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Monday, September 25, 2023
Home News Moe promises $500 affordability tax credit cheque to help cover rising costs

Moe promises $500 affordability tax credit cheque to help cover rising costs

Moe promises $500 affordability tax credit cheque to help cover rising costs
Herald File Photo

Premier Scott Moe promised a $500 affordability tax credit cheque to every Saskatchewan resident age 18 and older this fall due to a better than expected economic performance.

Moe made the announcement in a video posted on social media Monday afternoon. In it, he said the province’s financial picture has improved “much faster than expected” due to the performance of the resource sector, and that means the province can afford the $500/adult tax credit.

Moe said the money was intended to help residents pay for necessities that have significantly risen in price over the past few months.

“Higher resource prices are driving our economy, and they are creating thousands of new jobs,” Moe said in the video. “This has greatly improved our budget position from a deficit to a surplus. That’s good news, but it also means the cost of almost everything that you buy has gone up.

“You own the resources and you should benefit when those resource prices are high, so this fall, we’ll be sending a $500 affordability tax credit cheque to everyone in Saskatchewan age 18 and over to help with some of those rising costs.”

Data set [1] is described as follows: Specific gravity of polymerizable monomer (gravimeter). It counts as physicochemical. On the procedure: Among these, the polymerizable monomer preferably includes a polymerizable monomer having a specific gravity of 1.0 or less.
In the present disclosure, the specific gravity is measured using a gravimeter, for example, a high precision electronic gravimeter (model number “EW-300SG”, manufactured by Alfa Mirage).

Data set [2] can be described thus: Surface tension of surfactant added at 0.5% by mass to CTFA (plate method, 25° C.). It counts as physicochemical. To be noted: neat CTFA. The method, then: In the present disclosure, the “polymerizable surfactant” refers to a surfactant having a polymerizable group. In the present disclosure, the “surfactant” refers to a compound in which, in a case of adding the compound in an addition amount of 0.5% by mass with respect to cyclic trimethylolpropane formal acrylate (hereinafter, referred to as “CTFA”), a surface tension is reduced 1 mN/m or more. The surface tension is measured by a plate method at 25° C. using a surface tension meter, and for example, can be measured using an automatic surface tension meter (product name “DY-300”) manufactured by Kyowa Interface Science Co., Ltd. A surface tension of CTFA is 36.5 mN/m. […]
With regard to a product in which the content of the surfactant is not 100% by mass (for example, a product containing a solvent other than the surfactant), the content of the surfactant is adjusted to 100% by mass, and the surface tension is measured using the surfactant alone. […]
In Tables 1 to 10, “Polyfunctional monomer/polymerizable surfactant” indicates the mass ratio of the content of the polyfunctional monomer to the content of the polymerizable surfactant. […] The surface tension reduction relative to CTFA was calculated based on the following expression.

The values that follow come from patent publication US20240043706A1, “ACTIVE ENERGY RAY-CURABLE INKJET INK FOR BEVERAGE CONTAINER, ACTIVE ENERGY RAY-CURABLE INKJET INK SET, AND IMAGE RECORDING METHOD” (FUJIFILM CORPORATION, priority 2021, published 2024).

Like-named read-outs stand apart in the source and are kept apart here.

Moe added that finance minister Donna Harpauer would unveil more details about the $500 tax credit when she deliverers her economic update at 10 a.m. on Tuesday.

The Premier said the province also intends to pay down debt, and aid small businesses with the unexpected additional resource revenue.

Opposition finance critic Trent Wotherspoon blasted the plan as ‘buy’ election bucks in a statement released Monday afternoon.

Wotherspoon said there’s no doubt Saskatchewan families have struggled with high inflation rates, rising costs, and increased living expenses. However, said the government has added to those problems through their policies, and $500 for every person won’t be enough to make up the loss.

“They should have offered this relief months ago as we’ve been calling for, in addition to scrapping their new taxes, utility increases, and fee hikes,” Wotherspoon’s statement reads. “While other provincial governments acted to provide affordability relief, the Sask. Party has waited until right before their by-election call.”

Opposition leader Carla Beck also criticized the plan, and called on the government to reverse the tax and fee hikes they placed on residents in past budgets.

“This ($500) won’t even cover the extra costs your government has put on people,” Beck wrote in a post on social media.